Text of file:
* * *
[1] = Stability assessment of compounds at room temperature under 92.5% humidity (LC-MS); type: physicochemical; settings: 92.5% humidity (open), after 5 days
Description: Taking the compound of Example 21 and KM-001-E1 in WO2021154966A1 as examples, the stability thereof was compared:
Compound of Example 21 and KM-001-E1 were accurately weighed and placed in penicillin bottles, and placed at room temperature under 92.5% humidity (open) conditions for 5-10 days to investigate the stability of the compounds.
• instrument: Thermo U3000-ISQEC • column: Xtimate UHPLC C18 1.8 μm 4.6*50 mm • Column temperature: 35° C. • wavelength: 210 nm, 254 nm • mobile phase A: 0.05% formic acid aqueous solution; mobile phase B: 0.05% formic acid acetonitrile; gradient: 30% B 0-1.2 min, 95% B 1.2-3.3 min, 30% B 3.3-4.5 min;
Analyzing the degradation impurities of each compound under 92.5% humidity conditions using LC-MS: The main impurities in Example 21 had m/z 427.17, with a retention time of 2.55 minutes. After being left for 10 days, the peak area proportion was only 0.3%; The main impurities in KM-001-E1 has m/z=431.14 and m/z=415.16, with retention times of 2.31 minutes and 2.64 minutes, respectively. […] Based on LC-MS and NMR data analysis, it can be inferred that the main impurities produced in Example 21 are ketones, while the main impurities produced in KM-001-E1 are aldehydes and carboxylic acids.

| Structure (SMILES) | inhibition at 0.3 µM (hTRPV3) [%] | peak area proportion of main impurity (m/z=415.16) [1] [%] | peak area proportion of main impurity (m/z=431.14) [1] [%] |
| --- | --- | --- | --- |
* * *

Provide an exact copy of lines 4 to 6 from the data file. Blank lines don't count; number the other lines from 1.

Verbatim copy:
• instrument: Thermo U3000-ISQEC • column: Xtimate UHPLC C18 1.8 μm 4.6*50 mm • Column temperature: 35° C. • wavelength: 210 nm, 254 nm • mobile phase A: 0.05% formic acid aqueous solution; mobile phase B: 0.05% formic acid acetonitrile; gradient: 30% B 0-1.2 min, 95% B 1.2-3.3 min, 30% B 3.3-4.5 min;
Analyzing the degradation impurities of each compound under 92.5% humidity conditions using LC-MS: The main impurities in Example 21 had m/z 427.17, with a retention time of 2.55 minutes. After being left for 10 days, the peak area proportion was only 0.3%; The main impurities in KM-001-E1 has m/z=431.14 and m/z=415.16, with retention times of 2.31 minutes and 2.64 minutes, respectively. […] Based on LC-MS and NMR data analysis, it can be inferred that the main impurities produced in Example 21 are ketones, while the main impurities produced in KM-001-E1 are aldehydes and carboxylic acids.

| Structure (SMILES) | inhibition at 0.3 µM (hTRPV3) [%] | peak area proportion of main impurity (m/z=415.16) [1] [%] | peak area proportion of main impurity (m/z=431.14) [1] [%] |